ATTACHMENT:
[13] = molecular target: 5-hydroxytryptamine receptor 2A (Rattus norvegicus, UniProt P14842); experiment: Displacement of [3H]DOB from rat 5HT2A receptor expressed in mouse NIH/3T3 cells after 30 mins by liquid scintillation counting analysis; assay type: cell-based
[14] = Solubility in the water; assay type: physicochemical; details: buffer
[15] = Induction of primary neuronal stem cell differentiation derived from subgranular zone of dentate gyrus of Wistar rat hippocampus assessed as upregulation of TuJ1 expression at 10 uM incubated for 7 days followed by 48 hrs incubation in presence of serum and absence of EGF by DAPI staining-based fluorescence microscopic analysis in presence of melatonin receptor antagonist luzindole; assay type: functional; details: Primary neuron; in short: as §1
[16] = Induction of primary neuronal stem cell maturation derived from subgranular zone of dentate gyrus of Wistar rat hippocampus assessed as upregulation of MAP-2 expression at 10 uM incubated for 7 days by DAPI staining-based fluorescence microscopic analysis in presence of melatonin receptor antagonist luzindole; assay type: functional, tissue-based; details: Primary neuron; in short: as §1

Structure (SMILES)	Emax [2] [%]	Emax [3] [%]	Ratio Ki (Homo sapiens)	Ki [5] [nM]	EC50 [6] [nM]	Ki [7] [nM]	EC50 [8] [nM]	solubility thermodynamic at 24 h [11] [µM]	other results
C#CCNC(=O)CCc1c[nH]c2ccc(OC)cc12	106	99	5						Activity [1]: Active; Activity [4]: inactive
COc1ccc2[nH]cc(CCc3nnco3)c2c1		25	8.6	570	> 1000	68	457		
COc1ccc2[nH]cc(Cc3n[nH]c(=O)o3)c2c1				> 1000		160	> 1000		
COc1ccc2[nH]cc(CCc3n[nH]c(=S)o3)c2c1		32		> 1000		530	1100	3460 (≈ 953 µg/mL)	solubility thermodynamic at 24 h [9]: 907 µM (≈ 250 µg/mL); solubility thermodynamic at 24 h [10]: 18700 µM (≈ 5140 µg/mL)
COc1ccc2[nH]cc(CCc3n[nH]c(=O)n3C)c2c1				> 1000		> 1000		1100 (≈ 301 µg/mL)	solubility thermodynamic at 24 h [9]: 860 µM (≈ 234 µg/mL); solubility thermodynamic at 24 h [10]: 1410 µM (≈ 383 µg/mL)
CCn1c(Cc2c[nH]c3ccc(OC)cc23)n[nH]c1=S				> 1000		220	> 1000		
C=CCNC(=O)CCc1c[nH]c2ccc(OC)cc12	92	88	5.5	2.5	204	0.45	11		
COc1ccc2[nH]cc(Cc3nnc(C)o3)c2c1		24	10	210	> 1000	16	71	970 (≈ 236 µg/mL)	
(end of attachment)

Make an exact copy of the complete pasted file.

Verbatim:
[13] = molecular target: 5-hydroxytryptamine receptor 2A (Rattus norvegicus, UniProt P14842); experiment: Displacement of [3H]DOB from rat 5HT2A receptor expressed in mouse NIH/3T3 cells after 30 mins by liquid scintillation counting analysis; assay type: cell-based
[14] = Solubility in the water; assay type: physicochemical; details: buffer
[15] = Induction of primary neuronal stem cell differentiation derived from subgranular zone of dentate gyrus of Wistar rat hippocampus assessed as upregulation of TuJ1 expression at 10 uM incubated for 7 days followed by 48 hrs incubation in presence of serum and absence of EGF by DAPI staining-based fluorescence microscopic analysis in presence of melatonin receptor antagonist luzindole; assay type: functional; details: Primary neuron; in short: as §1
[16] = Induction of primary neuronal stem cell maturation derived from subgranular zone of dentate gyrus of Wistar rat hippocampus assessed as upregulation of MAP-2 expression at 10 uM incubated for 7 days by DAPI staining-based fluorescence microscopic analysis in presence of melatonin receptor antagonist luzindole; assay type: functional, tissue-based; details: Primary neuron; in short: as §1

Structure (SMILES)	Emax [2] [%]	Emax [3] [%]	Ratio Ki (Homo sapiens)	Ki [5] [nM]	EC50 [6] [nM]	Ki [7] [nM]	EC50 [8] [nM]	solubility thermodynamic at 24 h [11] [µM]	other results
C#CCNC(=O)CCc1c[nH]c2ccc(OC)cc12	106	99	5						Activity [1]: Active; Activity [4]: inactive
COc1ccc2[nH]cc(CCc3nnco3)c2c1		25	8.6	570	> 1000	68	457		
COc1ccc2[nH]cc(Cc3n[nH]c(=O)o3)c2c1				> 1000		160	> 1000		
COc1ccc2[nH]cc(CCc3n[nH]c(=S)o3)c2c1		32		> 1000		530	1100	3460 (≈ 953 µg/mL)	solubility thermodynamic at 24 h [9]: 907 µM (≈ 250 µg/mL); solubility thermodynamic at 24 h [10]: 18700 µM (≈ 5140 µg/mL)
COc1ccc2[nH]cc(CCc3n[nH]c(=O)n3C)c2c1				> 1000		> 1000		1100 (≈ 301 µg/mL)	solubility thermodynamic at 24 h [9]: 860 µM (≈ 234 µg/mL); solubility thermodynamic at 24 h [10]: 1410 µM (≈ 383 µg/mL)
CCn1c(Cc2c[nH]c3ccc(OC)cc23)n[nH]c1=S				> 1000		220	> 1000		
C=CCNC(=O)CCc1c[nH]c2ccc(OC)cc12	92	88	5.5	2.5	204	0.45	11		
COc1ccc2[nH]cc(Cc3nnc(C)o3)c2c1		24	10	210	> 1000	16	71	970 (≈ 236 µg/mL)	